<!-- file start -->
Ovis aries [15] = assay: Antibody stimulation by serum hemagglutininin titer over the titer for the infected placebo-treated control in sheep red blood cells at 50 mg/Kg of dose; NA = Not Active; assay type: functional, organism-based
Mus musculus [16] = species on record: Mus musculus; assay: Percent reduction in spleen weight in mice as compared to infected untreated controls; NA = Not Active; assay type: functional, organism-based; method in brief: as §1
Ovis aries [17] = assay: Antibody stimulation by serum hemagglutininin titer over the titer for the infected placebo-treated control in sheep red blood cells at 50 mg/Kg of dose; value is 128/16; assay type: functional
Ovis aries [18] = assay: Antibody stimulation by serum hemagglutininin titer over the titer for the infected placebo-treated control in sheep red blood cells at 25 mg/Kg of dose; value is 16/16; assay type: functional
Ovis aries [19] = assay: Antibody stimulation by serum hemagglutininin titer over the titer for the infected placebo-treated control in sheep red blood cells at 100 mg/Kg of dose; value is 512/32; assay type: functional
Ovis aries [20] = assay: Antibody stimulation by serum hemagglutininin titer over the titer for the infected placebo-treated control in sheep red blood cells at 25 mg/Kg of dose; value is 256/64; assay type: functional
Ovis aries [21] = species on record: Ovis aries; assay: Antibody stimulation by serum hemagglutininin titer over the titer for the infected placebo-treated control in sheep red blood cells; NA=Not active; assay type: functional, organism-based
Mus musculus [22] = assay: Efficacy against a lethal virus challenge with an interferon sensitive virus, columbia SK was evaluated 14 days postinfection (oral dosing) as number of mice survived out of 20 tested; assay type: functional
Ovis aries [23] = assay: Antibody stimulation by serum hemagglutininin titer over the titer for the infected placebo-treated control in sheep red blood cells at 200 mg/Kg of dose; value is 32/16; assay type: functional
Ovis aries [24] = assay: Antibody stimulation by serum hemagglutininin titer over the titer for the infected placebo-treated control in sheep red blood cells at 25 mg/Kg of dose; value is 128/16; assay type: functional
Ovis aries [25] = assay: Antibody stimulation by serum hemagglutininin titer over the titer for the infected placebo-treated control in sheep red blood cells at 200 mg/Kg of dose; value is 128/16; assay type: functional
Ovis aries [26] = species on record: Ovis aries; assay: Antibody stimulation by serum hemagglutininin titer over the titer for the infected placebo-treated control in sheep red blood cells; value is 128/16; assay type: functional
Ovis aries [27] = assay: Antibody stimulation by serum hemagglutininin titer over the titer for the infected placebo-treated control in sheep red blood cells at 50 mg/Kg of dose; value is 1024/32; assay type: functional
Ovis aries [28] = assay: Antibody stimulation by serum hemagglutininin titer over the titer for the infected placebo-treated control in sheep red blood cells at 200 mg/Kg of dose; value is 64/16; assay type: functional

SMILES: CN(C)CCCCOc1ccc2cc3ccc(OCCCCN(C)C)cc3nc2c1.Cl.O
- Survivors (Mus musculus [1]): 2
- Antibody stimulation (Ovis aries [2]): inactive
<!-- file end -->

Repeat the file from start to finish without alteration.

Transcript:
Ovis aries [15] = assay: Antibody stimulation by serum hemagglutininin titer over the titer for the infected placebo-treated control in sheep red blood cells at 50 mg/Kg of dose; NA = Not Active; assay type: functional, organism-based
Mus musculus [16] = species on record: Mus musculus; assay: Percent reduction in spleen weight in mice as compared to infected untreated controls; NA = Not Active; assay type: functional, organism-based; method in brief: as §1
Ovis aries [17] = assay: Antibody stimulation by serum hemagglutininin titer over the titer for the infected placebo-treated control in sheep red blood cells at 50 mg/Kg of dose; value is 128/16; assay type: functional
Ovis aries [18] = assay: Antibody stimulation by serum hemagglutininin titer over the titer for the infected placebo-treated control in sheep red blood cells at 25 mg/Kg of dose; value is 16/16; assay type: functional
Ovis aries [19] = assay: Antibody stimulation by serum hemagglutininin titer over the titer for the infected placebo-treated control in sheep red blood cells at 100 mg/Kg of dose; value is 512/32; assay type: functional
Ovis aries [20] = assay: Antibody stimulation by serum hemagglutininin titer over the titer for the infected placebo-treated control in sheep red blood cells at 25 mg/Kg of dose; value is 256/64; assay type: functional
Ovis aries [21] = species on record: Ovis aries; assay: Antibody stimulation by serum hemagglutininin titer over the titer for the infected placebo-treated control in sheep red blood cells; NA=Not active; assay type: functional, organism-based
Mus musculus [22] = assay: Efficacy against a lethal virus challenge with an interferon sensitive virus, columbia SK was evaluated 14 days postinfection (oral dosing) as number of mice survived out of 20 tested; assay type: functional
Ovis aries [23] = assay: Antibody stimulation by serum hemagglutininin titer over the titer for the infected placebo-treated control in sheep red blood cells at 200 mg/Kg of dose; value is 32/16; assay type: functional
Ovis aries [24] = assay: Antibody stimulation by serum hemagglutininin titer over the titer for the infected placebo-treated control in sheep red blood cells at 25 mg/Kg of dose; value is 128/16; assay type: functional
Ovis aries [25] = assay: Antibody stimulation by serum hemagglutininin titer over the titer for the infected placebo-treated control in sheep red blood cells at 200 mg/Kg of dose; value is 128/16; assay type: functional
Ovis aries [26] = species on record: Ovis aries; assay: Antibody stimulation by serum hemagglutininin titer over the titer for the infected placebo-treated control in sheep red blood cells; value is 128/16; assay type: functional
Ovis aries [27] = assay: Antibody stimulation by serum hemagglutininin titer over the titer for the infected placebo-treated control in sheep red blood cells at 50 mg/Kg of dose; value is 1024/32; assay type: functional
Ovis aries [28] = assay: Antibody stimulation by serum hemagglutininin titer over the titer for the infected placebo-treated control in sheep red blood cells at 200 mg/Kg of dose; value is 64/16; assay type: functional

SMILES: CN(C)CCCCOc1ccc2cc3ccc(OCCCCN(C)C)cc3nc2c1.Cl.O
- Survivors (Mus musculus [1]): 2
- Antibody stimulation (Ovis aries [2]): inactive